This exceptional debut feature from Andreas Fontana takes in a search for a missing banker in ’70s Argentina.
If complex fiscal mechanisms in the private banking sector is something that gets you hot, then you’re absolutely not going to want to miss this debut feature by Argentinian filmmaker Andreas Fontana. We join Fabrizio Rongione’s Yvan De Wiel and his wife Inés (Stéphanie Cléau) as they hop from Geneva – where he works as a private banker – to Buenos Aires and then saunter politely among the social elites, clinking glasses as they search for his missing partner, an elusive fellow named René Keys.
The film takes place during the country’s military junta of the mid-’70s and through to the ’80s, and as affable as Yvan appears to be, the political context is of no interest to him whatsoever. The only time in the film he appears ruffled is at a race track where he has to queue to show his passport to security forces. Fontana doesn’t lean too heavily on how this scion of capitalism is entirely unworried by the killings and oppression that occurs in the background, which in turn makes it extremely difficult to lay a firm value judgement on our hero as he burrows down the rabbit hole in search of Keys.
Azor could be coined a thriller in the loosest sense of the term, and its story ensnares you very slowly but very surely. The episodic plot doesn’t so much drip-feed morsels of information, more than it takes a complex situation and constantly moves the boundaries of where Yvan should be looking and what Keys motivations may have been. The more people talk, the more it becomes clear that Keys was a social chameleon, beloved by some, loathed by others and operating in an illogical manner that seems anathema to the cool-headed work of the private banker.
The film avoids heated confrontation almost entirely, yet menace seeps from the screen through suggestion and micro-inflection. A lengthy and very genial conversation with an ageing monsignor about the danger and unpredictability of playing the currency markets is laced with an air of malevolence, purely because Yvan’s sparring partner looks like a mafia capo who could kill him at any moment. Inés, meanwhile, has happy to be ushered off into another room, or elsewhere, while the men do their business, which is a shame as there are unfulfilled intimations that she has some kind of control over the cautious Yvan.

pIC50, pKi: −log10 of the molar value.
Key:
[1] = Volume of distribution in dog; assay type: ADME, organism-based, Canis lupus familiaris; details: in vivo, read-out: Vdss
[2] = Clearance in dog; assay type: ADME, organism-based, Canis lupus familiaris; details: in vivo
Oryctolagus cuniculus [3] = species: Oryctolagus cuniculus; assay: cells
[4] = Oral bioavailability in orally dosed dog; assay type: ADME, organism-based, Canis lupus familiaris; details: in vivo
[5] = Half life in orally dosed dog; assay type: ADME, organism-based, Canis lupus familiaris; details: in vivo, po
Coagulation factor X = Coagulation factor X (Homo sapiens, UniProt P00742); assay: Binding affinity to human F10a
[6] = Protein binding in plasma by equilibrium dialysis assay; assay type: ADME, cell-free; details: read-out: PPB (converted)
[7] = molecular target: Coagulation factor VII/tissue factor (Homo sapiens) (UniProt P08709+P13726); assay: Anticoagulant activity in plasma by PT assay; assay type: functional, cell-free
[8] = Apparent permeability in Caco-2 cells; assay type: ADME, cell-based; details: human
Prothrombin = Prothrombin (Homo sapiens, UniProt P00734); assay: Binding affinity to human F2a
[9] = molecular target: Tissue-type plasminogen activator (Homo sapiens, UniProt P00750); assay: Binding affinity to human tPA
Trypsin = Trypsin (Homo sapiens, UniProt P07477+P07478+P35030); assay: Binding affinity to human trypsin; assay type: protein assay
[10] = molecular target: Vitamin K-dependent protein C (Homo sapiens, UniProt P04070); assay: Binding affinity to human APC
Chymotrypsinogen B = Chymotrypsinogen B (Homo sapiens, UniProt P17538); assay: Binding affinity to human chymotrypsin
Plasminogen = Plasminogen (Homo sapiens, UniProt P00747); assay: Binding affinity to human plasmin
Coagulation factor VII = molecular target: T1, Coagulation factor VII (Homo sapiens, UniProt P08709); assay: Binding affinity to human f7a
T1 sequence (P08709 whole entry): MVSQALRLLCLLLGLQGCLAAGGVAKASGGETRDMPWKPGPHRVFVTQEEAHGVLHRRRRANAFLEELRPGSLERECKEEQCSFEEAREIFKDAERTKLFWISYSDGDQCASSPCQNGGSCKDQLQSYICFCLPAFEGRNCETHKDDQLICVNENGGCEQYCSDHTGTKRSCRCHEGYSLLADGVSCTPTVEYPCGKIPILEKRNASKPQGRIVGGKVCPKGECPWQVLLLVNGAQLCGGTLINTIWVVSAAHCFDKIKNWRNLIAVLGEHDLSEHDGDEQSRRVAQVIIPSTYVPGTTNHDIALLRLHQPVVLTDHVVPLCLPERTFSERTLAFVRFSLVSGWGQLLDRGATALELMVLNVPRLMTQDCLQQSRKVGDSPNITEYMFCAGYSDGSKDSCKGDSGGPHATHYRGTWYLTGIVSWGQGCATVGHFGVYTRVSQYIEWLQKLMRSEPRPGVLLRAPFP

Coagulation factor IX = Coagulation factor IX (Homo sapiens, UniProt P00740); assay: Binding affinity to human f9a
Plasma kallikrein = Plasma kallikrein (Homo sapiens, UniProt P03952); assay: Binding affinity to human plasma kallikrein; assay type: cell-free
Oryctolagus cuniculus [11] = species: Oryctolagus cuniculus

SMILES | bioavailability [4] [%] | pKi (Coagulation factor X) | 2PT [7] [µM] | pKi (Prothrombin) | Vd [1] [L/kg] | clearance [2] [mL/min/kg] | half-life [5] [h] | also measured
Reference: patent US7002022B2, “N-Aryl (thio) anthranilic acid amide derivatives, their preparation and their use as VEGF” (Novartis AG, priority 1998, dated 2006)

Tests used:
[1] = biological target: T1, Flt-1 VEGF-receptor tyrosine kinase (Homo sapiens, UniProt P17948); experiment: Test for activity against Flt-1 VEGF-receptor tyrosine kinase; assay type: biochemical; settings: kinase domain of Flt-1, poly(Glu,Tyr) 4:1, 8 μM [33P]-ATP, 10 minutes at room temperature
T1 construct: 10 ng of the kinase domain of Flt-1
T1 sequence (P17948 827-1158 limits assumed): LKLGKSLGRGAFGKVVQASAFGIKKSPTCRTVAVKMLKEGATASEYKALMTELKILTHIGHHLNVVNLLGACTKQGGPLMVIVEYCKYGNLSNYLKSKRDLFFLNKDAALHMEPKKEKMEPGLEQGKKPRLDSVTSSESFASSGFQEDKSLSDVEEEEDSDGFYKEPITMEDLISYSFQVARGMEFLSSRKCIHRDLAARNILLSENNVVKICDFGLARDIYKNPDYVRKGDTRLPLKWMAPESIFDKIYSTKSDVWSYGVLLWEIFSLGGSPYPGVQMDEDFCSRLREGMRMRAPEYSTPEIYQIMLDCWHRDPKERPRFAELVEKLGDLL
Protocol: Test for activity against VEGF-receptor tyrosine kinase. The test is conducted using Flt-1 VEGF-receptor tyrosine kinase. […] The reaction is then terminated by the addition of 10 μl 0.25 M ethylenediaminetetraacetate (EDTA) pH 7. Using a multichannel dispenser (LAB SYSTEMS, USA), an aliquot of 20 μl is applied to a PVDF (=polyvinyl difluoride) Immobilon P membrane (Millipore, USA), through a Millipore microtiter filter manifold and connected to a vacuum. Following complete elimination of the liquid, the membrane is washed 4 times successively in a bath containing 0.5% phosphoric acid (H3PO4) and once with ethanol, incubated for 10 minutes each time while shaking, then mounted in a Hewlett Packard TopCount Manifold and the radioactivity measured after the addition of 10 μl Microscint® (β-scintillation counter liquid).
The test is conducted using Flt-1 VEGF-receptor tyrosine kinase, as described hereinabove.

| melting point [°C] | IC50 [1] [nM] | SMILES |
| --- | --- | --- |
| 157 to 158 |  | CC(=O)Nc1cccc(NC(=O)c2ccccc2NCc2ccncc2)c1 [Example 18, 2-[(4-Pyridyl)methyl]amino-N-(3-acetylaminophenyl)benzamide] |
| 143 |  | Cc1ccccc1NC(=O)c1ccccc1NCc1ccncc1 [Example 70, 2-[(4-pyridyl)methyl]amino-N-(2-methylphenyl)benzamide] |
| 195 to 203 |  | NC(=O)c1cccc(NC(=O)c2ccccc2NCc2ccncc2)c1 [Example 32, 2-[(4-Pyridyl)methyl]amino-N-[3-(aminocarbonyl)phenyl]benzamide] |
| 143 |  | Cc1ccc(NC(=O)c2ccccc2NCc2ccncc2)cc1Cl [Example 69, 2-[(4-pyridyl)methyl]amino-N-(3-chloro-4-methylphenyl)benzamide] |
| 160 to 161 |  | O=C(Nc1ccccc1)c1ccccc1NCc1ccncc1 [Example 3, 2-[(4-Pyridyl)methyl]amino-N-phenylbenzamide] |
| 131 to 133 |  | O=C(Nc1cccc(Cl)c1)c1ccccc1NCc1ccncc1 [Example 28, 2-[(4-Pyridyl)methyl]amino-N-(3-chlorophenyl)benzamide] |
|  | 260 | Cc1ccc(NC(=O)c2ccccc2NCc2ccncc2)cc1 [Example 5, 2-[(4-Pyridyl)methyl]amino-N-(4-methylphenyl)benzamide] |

In its cloistered world of privileged men talking in room, hatching plans to parlay their fortunes into power, it recalls a stripped-back John le Carré-like spy yarn, particularly the general sense of world-weariness and apathy among the players. It’s perhaps one or two increments too obscure, too puzzling and too unwilling to give anything away that it seems to end mid-sentence, without any traditional closure. Yet it’s still a bold work that puts great faith in its cast to play along with this game of chilling insouciance. It’s one of few films which genuinely deserves to be described as “Lynchian”.
Published 27 Oct 2021
A festival fave since its premiere at Berlin in 2021.
Slow-burn’s not the word. But an engrossing tale that casts a strange spell.
A genuinely mysterious journey into the heart of darkness.